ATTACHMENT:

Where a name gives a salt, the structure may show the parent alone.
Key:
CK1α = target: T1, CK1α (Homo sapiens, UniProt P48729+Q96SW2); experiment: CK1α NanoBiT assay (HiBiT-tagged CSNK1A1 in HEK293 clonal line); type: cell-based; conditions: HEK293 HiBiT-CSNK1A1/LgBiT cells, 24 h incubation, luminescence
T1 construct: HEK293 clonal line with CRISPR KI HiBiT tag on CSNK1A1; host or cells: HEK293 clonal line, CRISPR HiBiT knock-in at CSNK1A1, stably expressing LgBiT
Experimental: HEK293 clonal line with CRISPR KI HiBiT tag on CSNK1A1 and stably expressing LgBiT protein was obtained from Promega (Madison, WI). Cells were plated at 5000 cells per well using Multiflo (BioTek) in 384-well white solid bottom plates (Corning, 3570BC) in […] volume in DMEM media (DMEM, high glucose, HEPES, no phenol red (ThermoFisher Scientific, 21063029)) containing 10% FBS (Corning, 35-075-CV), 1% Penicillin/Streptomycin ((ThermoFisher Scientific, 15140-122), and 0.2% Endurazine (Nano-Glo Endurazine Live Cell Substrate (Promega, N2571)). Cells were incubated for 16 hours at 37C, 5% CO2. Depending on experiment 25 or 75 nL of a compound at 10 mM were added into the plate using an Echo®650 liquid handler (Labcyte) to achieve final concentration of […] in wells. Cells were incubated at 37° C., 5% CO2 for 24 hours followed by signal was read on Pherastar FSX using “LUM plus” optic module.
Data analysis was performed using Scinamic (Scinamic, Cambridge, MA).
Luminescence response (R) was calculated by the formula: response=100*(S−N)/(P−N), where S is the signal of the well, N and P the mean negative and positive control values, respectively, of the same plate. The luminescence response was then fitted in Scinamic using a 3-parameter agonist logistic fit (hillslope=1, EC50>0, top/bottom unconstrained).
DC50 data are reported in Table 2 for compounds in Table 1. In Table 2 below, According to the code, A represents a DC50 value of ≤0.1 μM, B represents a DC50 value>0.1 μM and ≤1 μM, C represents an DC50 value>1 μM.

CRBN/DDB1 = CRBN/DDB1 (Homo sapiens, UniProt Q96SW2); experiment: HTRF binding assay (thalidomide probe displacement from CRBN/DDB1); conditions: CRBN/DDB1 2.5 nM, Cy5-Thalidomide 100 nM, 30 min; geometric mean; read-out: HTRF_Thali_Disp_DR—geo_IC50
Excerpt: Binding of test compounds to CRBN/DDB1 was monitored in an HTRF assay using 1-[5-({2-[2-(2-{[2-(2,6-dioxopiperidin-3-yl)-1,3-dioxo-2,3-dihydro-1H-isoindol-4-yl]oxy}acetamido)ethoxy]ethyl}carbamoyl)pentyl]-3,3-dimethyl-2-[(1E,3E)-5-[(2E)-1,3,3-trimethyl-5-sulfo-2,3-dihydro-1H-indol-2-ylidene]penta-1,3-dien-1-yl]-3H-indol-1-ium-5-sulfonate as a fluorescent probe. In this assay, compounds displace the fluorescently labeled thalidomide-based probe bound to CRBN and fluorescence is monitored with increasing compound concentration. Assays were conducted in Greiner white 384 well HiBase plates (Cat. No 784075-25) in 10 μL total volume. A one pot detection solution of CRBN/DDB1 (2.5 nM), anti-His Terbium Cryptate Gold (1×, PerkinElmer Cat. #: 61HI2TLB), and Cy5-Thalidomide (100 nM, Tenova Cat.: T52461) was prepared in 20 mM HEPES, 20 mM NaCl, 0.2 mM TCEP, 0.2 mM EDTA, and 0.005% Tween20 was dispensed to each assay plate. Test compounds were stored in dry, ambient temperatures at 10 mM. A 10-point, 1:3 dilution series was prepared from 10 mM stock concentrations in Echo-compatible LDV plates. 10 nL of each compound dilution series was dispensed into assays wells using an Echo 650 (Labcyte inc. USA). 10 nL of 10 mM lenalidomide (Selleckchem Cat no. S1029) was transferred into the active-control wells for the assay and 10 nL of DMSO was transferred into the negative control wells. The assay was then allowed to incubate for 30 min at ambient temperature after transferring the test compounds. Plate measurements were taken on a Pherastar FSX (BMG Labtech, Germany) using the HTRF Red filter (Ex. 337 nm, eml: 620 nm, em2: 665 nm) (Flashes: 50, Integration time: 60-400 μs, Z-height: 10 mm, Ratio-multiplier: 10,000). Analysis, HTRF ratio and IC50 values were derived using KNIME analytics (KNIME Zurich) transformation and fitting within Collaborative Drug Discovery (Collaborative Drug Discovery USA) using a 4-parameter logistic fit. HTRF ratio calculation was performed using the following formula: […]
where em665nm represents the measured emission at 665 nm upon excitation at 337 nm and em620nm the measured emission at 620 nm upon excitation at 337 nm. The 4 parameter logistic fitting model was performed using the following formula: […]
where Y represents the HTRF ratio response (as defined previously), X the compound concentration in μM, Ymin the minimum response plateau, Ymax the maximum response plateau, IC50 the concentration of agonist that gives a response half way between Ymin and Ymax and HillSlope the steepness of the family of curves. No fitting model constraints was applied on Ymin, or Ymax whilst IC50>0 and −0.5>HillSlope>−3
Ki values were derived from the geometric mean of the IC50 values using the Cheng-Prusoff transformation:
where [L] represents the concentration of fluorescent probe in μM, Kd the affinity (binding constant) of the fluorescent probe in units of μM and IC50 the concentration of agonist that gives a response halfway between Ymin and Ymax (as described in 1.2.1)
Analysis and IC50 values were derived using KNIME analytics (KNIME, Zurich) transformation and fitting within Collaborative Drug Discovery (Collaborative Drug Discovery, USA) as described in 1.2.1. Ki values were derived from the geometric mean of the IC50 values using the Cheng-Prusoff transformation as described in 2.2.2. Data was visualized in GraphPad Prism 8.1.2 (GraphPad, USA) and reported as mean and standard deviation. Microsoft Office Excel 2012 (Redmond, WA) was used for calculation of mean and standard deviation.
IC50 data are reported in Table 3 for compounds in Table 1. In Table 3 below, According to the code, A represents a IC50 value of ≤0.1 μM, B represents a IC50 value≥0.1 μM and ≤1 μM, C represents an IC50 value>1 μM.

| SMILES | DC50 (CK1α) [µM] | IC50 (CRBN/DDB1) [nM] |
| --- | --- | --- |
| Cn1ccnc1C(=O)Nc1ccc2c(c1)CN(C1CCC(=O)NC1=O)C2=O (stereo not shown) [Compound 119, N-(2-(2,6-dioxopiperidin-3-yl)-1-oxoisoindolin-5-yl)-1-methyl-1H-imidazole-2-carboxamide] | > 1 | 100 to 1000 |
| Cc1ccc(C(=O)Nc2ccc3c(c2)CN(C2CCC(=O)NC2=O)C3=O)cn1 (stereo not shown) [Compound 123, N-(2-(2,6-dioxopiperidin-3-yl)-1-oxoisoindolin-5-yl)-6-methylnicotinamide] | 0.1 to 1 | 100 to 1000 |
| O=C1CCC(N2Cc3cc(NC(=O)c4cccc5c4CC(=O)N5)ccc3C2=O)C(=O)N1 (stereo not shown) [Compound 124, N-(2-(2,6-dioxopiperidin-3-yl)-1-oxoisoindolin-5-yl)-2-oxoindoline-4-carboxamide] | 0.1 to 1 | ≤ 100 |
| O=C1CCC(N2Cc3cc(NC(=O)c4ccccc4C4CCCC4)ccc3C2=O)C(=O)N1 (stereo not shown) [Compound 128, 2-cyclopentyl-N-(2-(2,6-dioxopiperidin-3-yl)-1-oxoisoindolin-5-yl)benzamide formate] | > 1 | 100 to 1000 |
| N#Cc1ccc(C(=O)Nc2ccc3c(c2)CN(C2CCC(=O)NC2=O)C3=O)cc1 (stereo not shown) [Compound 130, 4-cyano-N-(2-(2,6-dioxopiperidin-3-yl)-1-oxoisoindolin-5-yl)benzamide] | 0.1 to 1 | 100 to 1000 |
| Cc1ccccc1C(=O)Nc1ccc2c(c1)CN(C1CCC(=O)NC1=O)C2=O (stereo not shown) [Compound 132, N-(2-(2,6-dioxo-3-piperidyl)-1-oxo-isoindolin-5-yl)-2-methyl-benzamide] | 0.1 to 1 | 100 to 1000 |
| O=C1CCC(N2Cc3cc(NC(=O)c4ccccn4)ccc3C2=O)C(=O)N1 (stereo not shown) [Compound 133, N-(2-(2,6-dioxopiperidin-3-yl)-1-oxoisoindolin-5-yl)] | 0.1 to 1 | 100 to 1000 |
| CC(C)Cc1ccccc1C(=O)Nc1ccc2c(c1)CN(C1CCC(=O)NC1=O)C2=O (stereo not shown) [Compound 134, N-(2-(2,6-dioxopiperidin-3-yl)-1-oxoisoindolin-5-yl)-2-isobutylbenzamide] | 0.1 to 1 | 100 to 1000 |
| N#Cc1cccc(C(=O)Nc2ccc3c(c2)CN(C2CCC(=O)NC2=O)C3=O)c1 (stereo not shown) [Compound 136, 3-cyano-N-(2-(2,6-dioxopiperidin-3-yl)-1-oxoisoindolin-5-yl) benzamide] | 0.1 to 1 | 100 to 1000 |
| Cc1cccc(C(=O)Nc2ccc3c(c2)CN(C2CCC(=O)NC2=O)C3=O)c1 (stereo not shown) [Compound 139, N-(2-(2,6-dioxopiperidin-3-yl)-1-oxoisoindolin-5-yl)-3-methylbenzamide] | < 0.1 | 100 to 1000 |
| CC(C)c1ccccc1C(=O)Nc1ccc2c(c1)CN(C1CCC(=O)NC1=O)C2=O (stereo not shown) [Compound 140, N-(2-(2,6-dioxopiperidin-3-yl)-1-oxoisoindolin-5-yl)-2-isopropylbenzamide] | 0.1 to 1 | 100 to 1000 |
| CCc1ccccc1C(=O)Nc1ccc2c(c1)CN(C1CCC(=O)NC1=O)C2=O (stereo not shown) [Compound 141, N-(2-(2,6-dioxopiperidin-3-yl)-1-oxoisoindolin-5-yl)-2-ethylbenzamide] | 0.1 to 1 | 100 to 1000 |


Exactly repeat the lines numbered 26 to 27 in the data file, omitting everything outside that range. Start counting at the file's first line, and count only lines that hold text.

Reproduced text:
| CC(C)Cc1ccccc1C(=O)Nc1ccc2c(c1)CN(C1CCC(=O)NC1=O)C2=O (stereo not shown) [Compound 134, N-(2-(2,6-dioxopiperidin-3-yl)-1-oxoisoindolin-5-yl)-2-isobutylbenzamide] | 0.1 to 1 | 100 to 1000 |
| N#Cc1cccc(C(=O)Nc2ccc3c(c2)CN(C2CCC(=O)NC2=O)C3=O)c1 (stereo not shown) [Compound 136, 3-cyano-N-(2-(2,6-dioxopiperidin-3-yl)-1-oxoisoindolin-5-yl) benzamide] | 0.1 to 1 | 100 to 1000 |